Blood and Camp Make “Orphan: First Kill” a Delight [Review]

Orphan First Kill

William Brent Bell’s Orphan: First Kill, written by Dave Coggeshall as a prequel to Jaume Collet-Serra’s stylish, wickedly twisted Orphan, is more than a simple cash-grab. Pitched as an origin story for the titular orphan, Isabelle Fuhrman returns as the homicidal Esther, glandular disorder and all. In the early goings, Orphan: First Kill feels like an accelerated retread of the first. She cons her way into a wealthy American family, this time posing as their missing daughter, Esther, after she escapes from the Saarne Institute in Estonia. At first, familiarity creeps in, and it’s incredulous that this was a story that needed to be told 13 years after the first. Yet, as the movie progresses, its true conceit comes to life. Resultantly, Orphan: First Kill is akin to a camp masterpiece, a movie so committed to its own lunacy, that it’s likely to be one of 2022’s most entertaining horror movies.

Without spoiling anything, Orphan: First Kill feels thematically similar to last year’s Malignant. James Wan’s return to horror was ostensibly one thing, only to pull the rug out from under its unsuspecting audience with a twist so profoundly out there, it became an irresistibly gory treat. First Kill is no different. When Esther arrives in the United States, the conventional beats are there. Matriarch Tricia Albright (Julia Stiles, an absolute delight here) remains skeptical, concerned by mounting evidence Esther might not be who she claims to be. Dad Allen (Rossif Sutherland) is like a puppy dog, bearded with wistful eyes, just happy to have his daughter home. Even before Esther starts cursing brother Gunnar (Matthew Finlan) out, he’s unusually hostile at the thought of her long-awaited return.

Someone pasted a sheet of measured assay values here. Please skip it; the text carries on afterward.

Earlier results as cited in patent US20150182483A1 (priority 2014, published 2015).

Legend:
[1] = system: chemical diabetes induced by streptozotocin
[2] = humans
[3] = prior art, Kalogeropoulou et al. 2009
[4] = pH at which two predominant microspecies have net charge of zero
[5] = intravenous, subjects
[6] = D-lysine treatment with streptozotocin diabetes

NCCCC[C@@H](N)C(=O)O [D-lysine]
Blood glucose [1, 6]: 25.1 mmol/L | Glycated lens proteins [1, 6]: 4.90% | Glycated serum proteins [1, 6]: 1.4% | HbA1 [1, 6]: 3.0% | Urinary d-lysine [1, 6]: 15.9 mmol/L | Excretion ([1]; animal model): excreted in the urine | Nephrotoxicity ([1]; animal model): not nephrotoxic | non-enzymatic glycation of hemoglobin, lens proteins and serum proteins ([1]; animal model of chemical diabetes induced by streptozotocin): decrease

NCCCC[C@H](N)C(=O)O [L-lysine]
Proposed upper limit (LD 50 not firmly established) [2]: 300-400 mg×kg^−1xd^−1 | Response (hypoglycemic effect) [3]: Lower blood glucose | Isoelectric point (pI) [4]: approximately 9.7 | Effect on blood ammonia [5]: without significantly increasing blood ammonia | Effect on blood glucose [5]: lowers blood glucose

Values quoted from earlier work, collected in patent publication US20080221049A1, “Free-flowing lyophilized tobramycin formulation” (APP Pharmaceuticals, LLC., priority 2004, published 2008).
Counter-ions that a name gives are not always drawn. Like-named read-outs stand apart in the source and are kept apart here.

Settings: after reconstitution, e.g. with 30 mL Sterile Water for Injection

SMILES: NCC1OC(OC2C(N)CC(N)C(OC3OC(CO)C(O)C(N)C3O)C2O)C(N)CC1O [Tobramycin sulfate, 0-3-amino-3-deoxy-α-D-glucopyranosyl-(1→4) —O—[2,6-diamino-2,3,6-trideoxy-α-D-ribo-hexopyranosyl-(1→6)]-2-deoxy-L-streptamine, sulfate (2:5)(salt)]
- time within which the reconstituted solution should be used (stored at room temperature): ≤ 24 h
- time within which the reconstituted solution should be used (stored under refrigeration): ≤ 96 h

William Brent Bell exercises a metatextual awareness of audience expectations, something sorely missing from his last outing, 2021’s Separation. Gunnar compares Esther to Lizzie Borden, adding she’s akin to “some crazy chick who killed her parents with an axe.” Even Esther’s appearance— haphazardly concealed with lackluster makeup and forced perspective—is almost knowingly obvious. The trailers weren’t an illusion. Fuhrman looks nothing like a nine-year-old. Yet, rather than devolving into uncanny valley territory, William Brent Bell seems almost premeditatedly aware of how unconvincing it is, never letting it anchor a narrative more serious than patchy de-aging deserves.

And, wow, what a narrative it is. Midway through, Orphan: First Kill becomes a camp jamboree, the kind of movie Joan Crawford might have found herself in during her horror heyday. It’s a little bit Strait-Jacket, a little bit Trog, and heaps and heaps of fun. It’s spectacular, gooey camp, a movie where characters call Esther a “mutant grifter.” Esther slaps a key player, and they remark if she does it again, they’ll kill her. Esther pulls her hand back and slaps them a second time. In a climactic romp, Esther is driving a stolen car, sunglasses on, cigarette dangling from her mouth, singing as Michael Sembello’s “Maniac” plays on the radio.

For all the exaggerated narrative flourishes, however, Orphan: First Kill still manages to wring some genuine tension from the proceedings. Once all the pieces are in play, the script develops into a game of cat-and-mouse, with vacillating roles from moment to moment. It all remains ruthlessly self-aware, but there’s a grounded intensity to seeing how its foregone conclusion plays out.

Unsurprisingly, Esther escapes. How or why the house goes up in flames won’t be spoiled here. In the conclusion, Esther is ready for adoption by Vera Farmiga and Peter Sarsgaard. There remain some unanswered questions and confounding twists, principally with regard to how the developments here square with the original. Key beats are hard to reconcile with what we know, and frenetic editing doesn’t help.

Still, Orphan: First Kill is an extravagant indulgence. Its wit is sharp as a knife’s edge. It’s a bloody, rollicking foray into camp slaughter. It’s not the kind of movie fans weren’t necessarily expecting but will be thrilled to have. All hail the mutant grifter.

  • Orphan: First Kill


Orphan: First Kill is a bloody, smart camp masterpiece.

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